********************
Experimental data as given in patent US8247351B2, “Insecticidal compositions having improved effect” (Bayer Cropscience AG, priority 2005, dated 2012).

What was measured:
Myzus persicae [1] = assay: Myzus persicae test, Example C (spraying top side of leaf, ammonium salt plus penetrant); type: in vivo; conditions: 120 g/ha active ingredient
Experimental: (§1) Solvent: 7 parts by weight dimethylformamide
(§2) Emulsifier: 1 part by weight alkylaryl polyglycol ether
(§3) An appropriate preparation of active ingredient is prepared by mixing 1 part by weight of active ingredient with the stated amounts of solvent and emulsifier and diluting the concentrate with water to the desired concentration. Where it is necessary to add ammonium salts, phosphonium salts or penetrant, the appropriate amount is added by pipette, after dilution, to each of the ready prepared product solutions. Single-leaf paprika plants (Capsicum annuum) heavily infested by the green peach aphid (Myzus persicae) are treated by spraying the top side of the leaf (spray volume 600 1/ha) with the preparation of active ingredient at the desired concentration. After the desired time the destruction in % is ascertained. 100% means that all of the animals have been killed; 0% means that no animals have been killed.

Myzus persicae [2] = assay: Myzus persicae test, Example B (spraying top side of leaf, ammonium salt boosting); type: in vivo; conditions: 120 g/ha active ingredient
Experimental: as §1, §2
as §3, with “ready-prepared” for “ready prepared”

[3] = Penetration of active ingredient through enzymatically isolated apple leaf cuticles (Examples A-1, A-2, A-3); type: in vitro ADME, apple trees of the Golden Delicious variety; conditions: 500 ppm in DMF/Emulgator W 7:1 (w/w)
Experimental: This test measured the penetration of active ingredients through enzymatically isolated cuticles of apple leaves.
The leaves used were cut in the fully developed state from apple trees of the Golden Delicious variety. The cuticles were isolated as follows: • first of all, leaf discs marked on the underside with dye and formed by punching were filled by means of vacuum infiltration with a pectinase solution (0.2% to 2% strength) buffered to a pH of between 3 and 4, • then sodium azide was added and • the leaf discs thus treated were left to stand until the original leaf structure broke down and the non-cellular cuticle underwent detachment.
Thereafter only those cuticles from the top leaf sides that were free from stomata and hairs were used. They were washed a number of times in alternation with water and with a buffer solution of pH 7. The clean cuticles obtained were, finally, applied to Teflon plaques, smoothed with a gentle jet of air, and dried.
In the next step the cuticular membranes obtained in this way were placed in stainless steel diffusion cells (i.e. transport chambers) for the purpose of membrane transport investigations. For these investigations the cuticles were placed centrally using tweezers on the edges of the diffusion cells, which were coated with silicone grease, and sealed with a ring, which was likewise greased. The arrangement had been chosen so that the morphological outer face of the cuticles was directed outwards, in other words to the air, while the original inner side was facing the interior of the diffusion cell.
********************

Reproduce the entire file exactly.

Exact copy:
Experimental data as given in patent US8247351B2, “Insecticidal compositions having improved effect” (Bayer Cropscience AG, priority 2005, dated 2012).

What was measured:
Myzus persicae [1] = assay: Myzus persicae test, Example C (spraying top side of leaf, ammonium salt plus penetrant); type: in vivo; conditions: 120 g/ha active ingredient
Experimental: (§1) Solvent: 7 parts by weight dimethylformamide
(§2) Emulsifier: 1 part by weight alkylaryl polyglycol ether
(§3) An appropriate preparation of active ingredient is prepared by mixing 1 part by weight of active ingredient with the stated amounts of solvent and emulsifier and diluting the concentrate with water to the desired concentration. Where it is necessary to add ammonium salts, phosphonium salts or penetrant, the appropriate amount is added by pipette, after dilution, to each of the ready prepared product solutions. Single-leaf paprika plants (Capsicum annuum) heavily infested by the green peach aphid (Myzus persicae) are treated by spraying the top side of the leaf (spray volume 600 1/ha) with the preparation of active ingredient at the desired concentration. After the desired time the destruction in % is ascertained. 100% means that all of the animals have been killed; 0% means that no animals have been killed.

Myzus persicae [2] = assay: Myzus persicae test, Example B (spraying top side of leaf, ammonium salt boosting); type: in vivo; conditions: 120 g/ha active ingredient
Experimental: as §1, §2
as §3, with “ready-prepared” for “ready prepared”

[3] = Penetration of active ingredient through enzymatically isolated apple leaf cuticles (Examples A-1, A-2, A-3); type: in vitro ADME, apple trees of the Golden Delicious variety; conditions: 500 ppm in DMF/Emulgator W 7:1 (w/w)
Experimental: This test measured the penetration of active ingredients through enzymatically isolated cuticles of apple leaves.
The leaves used were cut in the fully developed state from apple trees of the Golden Delicious variety. The cuticles were isolated as follows: • first of all, leaf discs marked on the underside with dye and formed by punching were filled by means of vacuum infiltration with a pectinase solution (0.2% to 2% strength) buffered to a pH of between 3 and 4, • then sodium azide was added and • the leaf discs thus treated were left to stand until the original leaf structure broke down and the non-cellular cuticle underwent detachment.
Thereafter only those cuticles from the top leaf sides that were free from stomata and hairs were used. They were washed a number of times in alternation with water and with a buffer solution of pH 7. The clean cuticles obtained were, finally, applied to Teflon plaques, smoothed with a gentle jet of air, and dried.
In the next step the cuticular membranes obtained in this way were placed in stainless steel diffusion cells (i.e. transport chambers) for the purpose of membrane transport investigations. For these investigations the cuticles were placed centrally using tweezers on the edges of the diffusion cells, which were coated with silicone grease, and sealed with a ring, which was likewise greased. The arrangement had been chosen so that the morphological outer face of the cuticles was directed outwards, in other words to the air, while the original inner side was facing the interior of the diffusion cell.